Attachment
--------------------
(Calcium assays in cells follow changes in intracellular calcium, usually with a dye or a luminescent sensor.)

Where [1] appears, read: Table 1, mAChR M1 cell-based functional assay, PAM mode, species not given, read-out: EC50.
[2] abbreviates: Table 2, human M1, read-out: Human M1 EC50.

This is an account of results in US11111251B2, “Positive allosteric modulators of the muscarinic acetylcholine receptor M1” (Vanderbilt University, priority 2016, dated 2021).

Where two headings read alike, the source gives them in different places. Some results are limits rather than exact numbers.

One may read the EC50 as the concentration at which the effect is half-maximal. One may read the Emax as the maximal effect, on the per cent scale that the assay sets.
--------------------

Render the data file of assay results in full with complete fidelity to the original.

(Calcium assays in cells follow changes in intracellular calcium, usually with a dye or a luminescent sensor.)

Where [1] appears, read: Table 1, mAChR M1 cell-based functional assay, PAM mode, species not given, read-out: EC50.
[2] abbreviates: Table 2, human M1, read-out: Human M1 EC50.

This is an account of results in US11111251B2, “Positive allosteric modulators of the muscarinic acetylcholine receptor M1” (Vanderbilt University, priority 2016, dated 2021).

Where two headings read alike, the source gives them in different places. Some results are limits rather than exact numbers.

One may read the EC50 as the concentration at which the effect is half-maximal. One may read the Emax as the maximal effect, on the per cent scale that the assay sets.